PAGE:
Chozas Carrascal Las Dos Ces Blanco 2018

This Spanish white wine is a blend of 80% Macabeo and 20% Sauvignon Blanc. You might know the former grape as Viura from such wines as white Rioja, as well as it’s important role in Cava. While I am a huge fan of pungent, zesty Sauvignon Blanc (like New Zealand’s iconic bottlings), I also like Sauv Blanc as more of a “seasoning” grape. If SB is at times too aggro for your liking, a nice splash of it (like the 20% in the Chozas Carrascal) add some lively flavor and interest.

What else is cool about this wine? It’s no boozy monster. At 12% alcohol it makes for a perfect afternoon wine, excellent with seafood and whatever refreshing situation arises.

Chozas Carrascal’s vineyards are at an elevation ranging from about 2,400 to 2,700 feet. I always like high elevation vines, because they look cool and enjoy cool nights. Those lower temperatures mean more chill grapes that retain that crisp freshness instead of getting it baked out of them.

And now you can chill out with a bottle.

Who Wants a Light, Fresh, Low-Alcohol Organic Spanish White Wine?

Vineyards / Image via Facebook / Chozas Carrascal

*I should mention Bodegas Chozas Carrascal is a Vino de Pago estate, a fairly new (2003) Spanish wine designation. This is actually something I didn’t know about. Folks, I don’t know a lot of things. 

Wine-Searcher does a good job of explaining what it means: rewarding wineries for doing cool things with atypical grapes and/or vineyards falling outside of its demarcated region and/or its rules. So you’ll see the top wines labeled “Vino de Pago” rather than Utel-Requena.

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A Spanish White Wine Labyrinth

I got very ambitious as a reader, picking up a copy of a (nearly) 800-page book. No regrets! I gladly sacrificed some/much sleep to stay up and finish Labyrinth of the Spirits by Carlos Ruiz Zafón. Let’s take a look at my review on Goodreads, shall we?

The Labyrinth of the Spirits by Carlos Ruiz Zafón
My rating: 4 of 5 stars

Engrossing mystery/thriller taking place for the most part in Franco’s Spain. The plot surrounds the disappearance of a high-ranking member of the government and the (extremely) tangled web involving a multitude of people.

Our hero is Alicia, a sort of less mobile, pre-internet Lisbeth Salander. She works for a shadowy government investigative team and is teamed up with a more by-the-book, veteran cop to get to the bottom of this mystery. (Sounds like a cliché, but it doesn’t play out that way.)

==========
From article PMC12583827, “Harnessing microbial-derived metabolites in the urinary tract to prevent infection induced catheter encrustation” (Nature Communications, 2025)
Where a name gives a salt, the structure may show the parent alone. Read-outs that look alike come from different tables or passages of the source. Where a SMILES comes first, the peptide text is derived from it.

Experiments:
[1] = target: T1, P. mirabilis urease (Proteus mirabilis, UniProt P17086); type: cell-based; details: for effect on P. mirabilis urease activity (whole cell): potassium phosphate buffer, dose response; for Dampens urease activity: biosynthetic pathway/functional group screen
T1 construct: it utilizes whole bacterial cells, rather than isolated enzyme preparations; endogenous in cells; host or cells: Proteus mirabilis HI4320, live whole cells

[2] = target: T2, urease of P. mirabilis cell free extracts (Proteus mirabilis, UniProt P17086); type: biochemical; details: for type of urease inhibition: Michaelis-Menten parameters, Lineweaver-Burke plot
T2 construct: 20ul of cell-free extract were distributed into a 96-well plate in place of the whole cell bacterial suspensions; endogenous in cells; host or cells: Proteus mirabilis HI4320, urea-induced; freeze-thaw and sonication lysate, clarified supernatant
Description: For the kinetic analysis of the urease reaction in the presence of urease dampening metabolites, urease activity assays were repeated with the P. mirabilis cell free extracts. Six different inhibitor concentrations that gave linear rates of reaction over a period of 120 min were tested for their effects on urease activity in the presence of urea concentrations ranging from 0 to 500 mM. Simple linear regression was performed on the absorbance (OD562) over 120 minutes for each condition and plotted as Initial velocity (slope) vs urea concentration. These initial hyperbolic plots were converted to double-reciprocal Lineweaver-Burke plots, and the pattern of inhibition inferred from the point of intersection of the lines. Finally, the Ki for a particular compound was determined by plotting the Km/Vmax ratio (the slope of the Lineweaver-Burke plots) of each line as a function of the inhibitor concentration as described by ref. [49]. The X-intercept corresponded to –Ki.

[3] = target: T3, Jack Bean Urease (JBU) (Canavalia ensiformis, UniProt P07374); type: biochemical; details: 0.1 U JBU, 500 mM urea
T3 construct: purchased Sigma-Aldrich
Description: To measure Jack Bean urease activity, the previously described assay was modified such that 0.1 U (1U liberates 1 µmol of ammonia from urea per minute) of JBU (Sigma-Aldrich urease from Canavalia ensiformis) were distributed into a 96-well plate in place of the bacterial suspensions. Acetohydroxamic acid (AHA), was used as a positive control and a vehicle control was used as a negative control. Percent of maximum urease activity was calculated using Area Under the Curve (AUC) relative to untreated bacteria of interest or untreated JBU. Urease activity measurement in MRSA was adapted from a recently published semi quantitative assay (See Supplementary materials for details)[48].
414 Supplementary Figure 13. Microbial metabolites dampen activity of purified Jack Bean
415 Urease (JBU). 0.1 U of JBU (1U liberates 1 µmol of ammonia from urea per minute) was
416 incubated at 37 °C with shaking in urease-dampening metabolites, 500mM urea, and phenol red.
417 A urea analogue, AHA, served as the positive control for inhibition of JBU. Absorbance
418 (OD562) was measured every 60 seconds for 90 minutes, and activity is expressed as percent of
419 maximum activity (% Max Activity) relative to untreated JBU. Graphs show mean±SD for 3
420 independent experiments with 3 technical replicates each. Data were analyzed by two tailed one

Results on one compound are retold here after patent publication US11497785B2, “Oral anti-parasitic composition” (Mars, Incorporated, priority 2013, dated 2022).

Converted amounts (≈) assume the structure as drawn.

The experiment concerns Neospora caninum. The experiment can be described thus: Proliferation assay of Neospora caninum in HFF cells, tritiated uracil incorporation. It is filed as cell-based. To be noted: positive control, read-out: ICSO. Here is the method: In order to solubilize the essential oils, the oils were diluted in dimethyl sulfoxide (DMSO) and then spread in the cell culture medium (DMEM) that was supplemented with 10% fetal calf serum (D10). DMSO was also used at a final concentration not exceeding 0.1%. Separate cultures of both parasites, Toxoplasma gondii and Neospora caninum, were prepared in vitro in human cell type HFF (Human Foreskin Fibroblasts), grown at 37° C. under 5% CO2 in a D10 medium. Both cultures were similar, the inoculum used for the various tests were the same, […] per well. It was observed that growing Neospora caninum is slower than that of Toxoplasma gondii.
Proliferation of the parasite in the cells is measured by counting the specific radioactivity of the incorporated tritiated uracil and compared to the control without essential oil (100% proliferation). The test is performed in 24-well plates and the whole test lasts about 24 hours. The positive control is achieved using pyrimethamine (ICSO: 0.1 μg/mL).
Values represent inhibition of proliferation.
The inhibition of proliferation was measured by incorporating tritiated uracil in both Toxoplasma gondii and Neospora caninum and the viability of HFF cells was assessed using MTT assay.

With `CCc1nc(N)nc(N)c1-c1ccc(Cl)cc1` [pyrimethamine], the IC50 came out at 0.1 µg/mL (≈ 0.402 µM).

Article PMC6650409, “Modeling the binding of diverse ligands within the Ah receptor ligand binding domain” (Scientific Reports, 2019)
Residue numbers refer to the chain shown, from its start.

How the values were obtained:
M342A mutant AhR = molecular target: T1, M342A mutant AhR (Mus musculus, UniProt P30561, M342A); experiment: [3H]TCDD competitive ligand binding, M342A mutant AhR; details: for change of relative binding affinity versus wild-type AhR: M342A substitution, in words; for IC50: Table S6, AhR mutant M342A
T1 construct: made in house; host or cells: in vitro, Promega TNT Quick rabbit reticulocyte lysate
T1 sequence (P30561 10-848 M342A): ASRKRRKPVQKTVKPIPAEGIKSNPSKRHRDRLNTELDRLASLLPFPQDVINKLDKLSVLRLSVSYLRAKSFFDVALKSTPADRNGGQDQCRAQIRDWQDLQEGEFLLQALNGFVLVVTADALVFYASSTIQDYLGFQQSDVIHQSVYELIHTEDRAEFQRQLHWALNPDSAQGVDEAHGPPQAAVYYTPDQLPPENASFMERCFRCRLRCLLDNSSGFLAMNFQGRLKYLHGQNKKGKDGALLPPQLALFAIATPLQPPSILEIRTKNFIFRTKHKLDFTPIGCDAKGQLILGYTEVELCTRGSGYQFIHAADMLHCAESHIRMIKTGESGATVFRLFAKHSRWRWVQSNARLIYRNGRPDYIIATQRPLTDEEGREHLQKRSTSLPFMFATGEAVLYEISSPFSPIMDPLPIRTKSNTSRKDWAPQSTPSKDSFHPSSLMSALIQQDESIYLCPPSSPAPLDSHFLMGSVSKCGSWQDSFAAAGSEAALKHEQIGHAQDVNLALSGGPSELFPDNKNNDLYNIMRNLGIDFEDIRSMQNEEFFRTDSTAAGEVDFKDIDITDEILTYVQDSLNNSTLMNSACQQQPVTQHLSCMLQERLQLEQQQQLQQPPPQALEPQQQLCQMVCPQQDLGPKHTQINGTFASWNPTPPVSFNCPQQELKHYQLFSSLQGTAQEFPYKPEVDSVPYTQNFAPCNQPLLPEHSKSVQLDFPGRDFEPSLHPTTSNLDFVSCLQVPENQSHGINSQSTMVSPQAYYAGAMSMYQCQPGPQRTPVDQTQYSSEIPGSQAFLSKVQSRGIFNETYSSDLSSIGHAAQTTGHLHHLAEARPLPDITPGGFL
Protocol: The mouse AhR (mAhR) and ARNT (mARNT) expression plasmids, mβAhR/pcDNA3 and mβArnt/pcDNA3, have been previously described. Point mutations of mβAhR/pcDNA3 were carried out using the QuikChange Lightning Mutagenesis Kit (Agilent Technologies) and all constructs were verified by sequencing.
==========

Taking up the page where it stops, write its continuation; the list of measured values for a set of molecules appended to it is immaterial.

I devoured this book. Alicia is a fascinating character and her relationship with Vargas is a good one. The whole plot is like an onion, with layers continually peeled back as it heads to the climax. There’s fascinating detail about Barcelona and the machinations of the fascist state.

I wanted to give this book 5 stars, but thought it went on for too long. There was a “natural” ending but a coda (“Julián’s Book”) continuing the story around the son of one of the main characters was superfluous. I also found one of the characters who functioned (at least after the early parts of the book) as comic relief was a too-broad, corny caricature. I found myself more and more annoyed at his “clever witticisms.”

Finally, for context, when I bought this book I had no idea it was the final entry in a series of four novels. (Whoops!) You can read it as a stand-alone. I will admit to sometimes getting confused about how all the characters were connected, and flipping back and forth in the book. (This would be a good one to read on a Kindle where you could search for names, etc.) Though I’m not sure reading the prior books would have made me sharper on the family trees and connections.

View all my reviews

Pour Yourself a Nice Glass of Spanish White Wine for Labyrinth of the Spirits

A Spanish White Wine Labyrinth

It turns out our hero, Alicia, has quite a thing for Spanish white wine. And, surprisingly, the first glass she enjoys is a white wine from Penedès. Why did I find it unusual she drinks “a good vintage Penedès”?